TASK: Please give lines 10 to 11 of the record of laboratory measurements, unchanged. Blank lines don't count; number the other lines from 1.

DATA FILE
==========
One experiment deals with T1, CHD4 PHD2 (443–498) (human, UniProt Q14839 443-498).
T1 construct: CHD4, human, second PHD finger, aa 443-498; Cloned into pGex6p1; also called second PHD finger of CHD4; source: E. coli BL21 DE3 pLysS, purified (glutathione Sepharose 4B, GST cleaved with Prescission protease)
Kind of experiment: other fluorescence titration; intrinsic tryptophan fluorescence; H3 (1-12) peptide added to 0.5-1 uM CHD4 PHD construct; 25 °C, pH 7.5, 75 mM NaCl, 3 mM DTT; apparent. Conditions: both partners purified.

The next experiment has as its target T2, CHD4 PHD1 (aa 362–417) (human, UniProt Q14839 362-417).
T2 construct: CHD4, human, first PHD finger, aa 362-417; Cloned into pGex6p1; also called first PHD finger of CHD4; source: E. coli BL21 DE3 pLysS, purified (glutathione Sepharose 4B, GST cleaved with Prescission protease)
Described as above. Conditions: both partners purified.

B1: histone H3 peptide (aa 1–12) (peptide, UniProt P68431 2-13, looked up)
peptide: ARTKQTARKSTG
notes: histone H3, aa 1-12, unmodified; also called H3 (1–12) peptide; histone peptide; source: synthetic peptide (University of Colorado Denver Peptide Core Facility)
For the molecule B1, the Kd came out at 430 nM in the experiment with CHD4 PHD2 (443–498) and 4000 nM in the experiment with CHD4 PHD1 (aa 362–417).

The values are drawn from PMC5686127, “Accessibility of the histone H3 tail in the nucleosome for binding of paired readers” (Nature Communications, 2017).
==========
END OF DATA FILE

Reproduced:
For the molecule B1, the Kd came out at 430 nM in the experiment with CHD4 PHD2 (443–498) and 4000 nM in the experiment with CHD4 PHD1 (aa 362–417).

The values are drawn from PMC5686127, “Accessibility of the histone H3 tail in the nucleosome for binding of paired readers” (Nature Communications, 2017).